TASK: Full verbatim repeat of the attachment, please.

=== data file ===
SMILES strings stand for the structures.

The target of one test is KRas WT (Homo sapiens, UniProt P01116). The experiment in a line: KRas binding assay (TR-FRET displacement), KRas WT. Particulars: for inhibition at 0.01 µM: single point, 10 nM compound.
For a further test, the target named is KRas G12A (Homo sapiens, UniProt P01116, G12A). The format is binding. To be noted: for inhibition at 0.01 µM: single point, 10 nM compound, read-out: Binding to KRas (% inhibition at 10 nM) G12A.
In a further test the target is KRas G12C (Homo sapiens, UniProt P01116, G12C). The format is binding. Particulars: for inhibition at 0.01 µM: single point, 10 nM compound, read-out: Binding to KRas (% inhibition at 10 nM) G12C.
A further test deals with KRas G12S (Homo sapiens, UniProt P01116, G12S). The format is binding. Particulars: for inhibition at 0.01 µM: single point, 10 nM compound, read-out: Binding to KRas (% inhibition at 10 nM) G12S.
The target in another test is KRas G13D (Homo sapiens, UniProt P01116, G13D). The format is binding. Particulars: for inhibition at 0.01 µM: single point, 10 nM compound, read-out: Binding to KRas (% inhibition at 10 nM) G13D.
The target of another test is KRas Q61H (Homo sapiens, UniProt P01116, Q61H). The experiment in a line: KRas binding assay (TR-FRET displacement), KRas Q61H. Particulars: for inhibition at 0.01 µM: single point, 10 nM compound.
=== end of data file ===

SMILES strings stand for the structures.

The target of one test is KRas WT (Homo sapiens, UniProt P01116). The experiment in a line: KRas binding assay (TR-FRET displacement), KRas WT. Particulars: for inhibition at 0.01 µM: single point, 10 nM compound.
For a further test, the target named is KRas G12A (Homo sapiens, UniProt P01116, G12A). The format is binding. To be noted: for inhibition at 0.01 µM: single point, 10 nM compound, read-out: Binding to KRas (% inhibition at 10 nM) G12A.
In a further test the target is KRas G12C (Homo sapiens, UniProt P01116, G12C). The format is binding. Particulars: for inhibition at 0.01 µM: single point, 10 nM compound, read-out: Binding to KRas (% inhibition at 10 nM) G12C.
A further test deals with KRas G12S (Homo sapiens, UniProt P01116, G12S). The format is binding. Particulars: for inhibition at 0.01 µM: single point, 10 nM compound, read-out: Binding to KRas (% inhibition at 10 nM) G12S.
The target in another test is KRas G13D (Homo sapiens, UniProt P01116, G13D). The format is binding. Particulars: for inhibition at 0.01 µM: single point, 10 nM compound, read-out: Binding to KRas (% inhibition at 10 nM) G13D.
The target of another test is KRas Q61H (Homo sapiens, UniProt P01116, Q61H). The experiment in a line: KRas binding assay (TR-FRET displacement), KRas Q61H. Particulars: for inhibition at 0.01 µM: single point, 10 nM compound.